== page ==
Visiting the Toronto Harbour Commission Building, Toronto, Ontario: Beaux-Arts Classicism by Alfred Chapman

Provincial flag of Ontario
Provincial flag of Ontario | Source
Toronto Harbour Commission Building
Toronto Harbour Commission Building | Source
Air Marshall William Avery Bishop
Air Marshall William Avery Bishop | Source
Map location of Toronto, Ontario
Map location of Toronto, Ontario | Source

Adminstering ships and airplanes

The clean lines of this most fine building have graced Downtown Toronto, Ontario, for nearly a century.

Some history and features

In 1917, however, when the edifice was built, it was situated in the Harbour itself, at the water's edge. Today, it stands several hundred metres away from the Harbour, because the basin has been long reclaimed to the land.

Be this as it may, the building was erected to house the Toronto Harbour Commission, although this body exists under another name and charter today. But the building is often still referred to as the Toronto Harbour Commission Building.

The architect responsible for the Toronto Harbour Commission Building was Albert Chapman, who worked in the style of Beaux-Arts Classicism. The edifice was executed in concrete, with facing in Indiana and Queenston limestone.

Features include a frontage with prominent Corinthian columns. In the interior, a boardroom has walnut panelling; an entrance way is noted for arched recesses, marble walls and flooring.

Toronto's first Harbourmaster was appointed in 1837 by the Province of Upper Canada. In 1850, the Harbour Trust was formed, officially the Commissioners of the Harbour of Toronto. It was in 1911 that the Toronto Harbour Commission was instituted, and to house this body, the present building was thus planned.

The Toronto Harbour Commission — THC — used the building until 1999. Then the THC became the TPA — Toronto Port Authority (French: L'Administration Portuaire de Toronto ) which became fully operational in 2001.

One of the rôles of the TPA is to manage the City Centre Airport, known until 1994 as the Island Airport; since 2009 it has been known as the Billy Bishop Toronto City Airport (1). In the early 21st century, a ferry service was operated across Lake Ontario to Rochester, NY, but this was withdrawn because of financial difficulties. Today, cruise ships sometimes berth at the former ferry terminal; the opening of the St. Lawrence Seaway in 1959 greatly facilitated the presence ocean-going vessels, both passenger ships and especially cargo vessels.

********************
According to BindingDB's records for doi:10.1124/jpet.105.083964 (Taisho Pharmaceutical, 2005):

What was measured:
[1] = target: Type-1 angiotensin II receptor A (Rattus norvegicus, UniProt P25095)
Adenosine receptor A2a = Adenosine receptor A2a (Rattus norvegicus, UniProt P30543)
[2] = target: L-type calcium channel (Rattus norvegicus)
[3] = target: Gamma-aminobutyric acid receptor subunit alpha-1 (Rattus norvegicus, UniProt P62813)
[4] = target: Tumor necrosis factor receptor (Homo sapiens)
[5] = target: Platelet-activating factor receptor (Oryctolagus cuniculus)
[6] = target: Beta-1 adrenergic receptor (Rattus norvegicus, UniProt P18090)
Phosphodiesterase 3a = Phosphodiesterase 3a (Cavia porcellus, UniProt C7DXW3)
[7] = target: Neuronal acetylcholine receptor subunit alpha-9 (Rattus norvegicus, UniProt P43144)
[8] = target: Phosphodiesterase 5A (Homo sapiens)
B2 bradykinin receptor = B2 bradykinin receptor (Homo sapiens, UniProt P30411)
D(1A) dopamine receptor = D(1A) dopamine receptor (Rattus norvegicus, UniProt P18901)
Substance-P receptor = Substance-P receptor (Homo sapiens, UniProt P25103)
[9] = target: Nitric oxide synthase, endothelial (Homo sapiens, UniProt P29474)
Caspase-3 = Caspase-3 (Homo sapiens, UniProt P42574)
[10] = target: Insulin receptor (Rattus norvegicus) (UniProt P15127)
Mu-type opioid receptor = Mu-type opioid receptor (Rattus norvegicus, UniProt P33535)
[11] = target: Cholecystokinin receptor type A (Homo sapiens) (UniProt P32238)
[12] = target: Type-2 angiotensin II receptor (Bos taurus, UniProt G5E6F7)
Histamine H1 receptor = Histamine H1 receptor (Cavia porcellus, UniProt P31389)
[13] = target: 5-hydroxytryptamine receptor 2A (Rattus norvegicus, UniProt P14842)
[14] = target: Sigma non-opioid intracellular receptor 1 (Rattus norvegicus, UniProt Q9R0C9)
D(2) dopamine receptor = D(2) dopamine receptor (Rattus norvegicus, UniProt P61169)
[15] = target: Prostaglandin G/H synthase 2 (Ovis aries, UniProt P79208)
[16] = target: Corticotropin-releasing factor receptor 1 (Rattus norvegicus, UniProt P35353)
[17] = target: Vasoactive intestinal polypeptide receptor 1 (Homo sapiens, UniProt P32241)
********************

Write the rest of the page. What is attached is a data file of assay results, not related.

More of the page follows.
Note

(1) As municipal affairs go, there are those who disagree with the name 'Billy Bishop Toronto City Airport'. There are those who wish for the Toronto Port Authority to be controlled more closely by the municipal authorities. There are those who claim that naming the former City Centre Airport the 'Billy Bishop Toronto City Airport' is akin to bad faith because the name of a distinguished and popular Canadian aviator will cause people to have unnecessarily positive feelings. These positive feelings may negate in some people's minds the negative feelings that some municipal officials, desirous of more political influence which they seek to justify, have about the Toronto Port Authority and the airport for which it is responsible. There are those who wish to close Billy Bishop Toronto City Airport. And so it goes. In any case, the airport is Canada's third busiest in terms of passenger numbers.

Also worth seeing

In Downtown Toronto itself, visitor attractions include: Fort York, Exhibition Place, Union Station, Old City Hall, Osgoode Hall, Campbell House, the Ontario Legislative Assembly Building at Queen's Park, the CN Tower, and many others.

...

How to get there: Porter Airlines, flies to Billy Bishop Toronto City Airport, with wide North American connections. Car rental is available at Union Station. However, visitors to Downtown Toronto will find many sights to be easily walkable. Some facilities may be withdrawn without notice. For up to date information, you are advised to check with the airline or your travel agent. Please refer to appropriate consular sources for any special border crossing arrangements which may apply to citizens of certain nationalities.

MJFenn is an independent travel writer based in Ontario, Canada.

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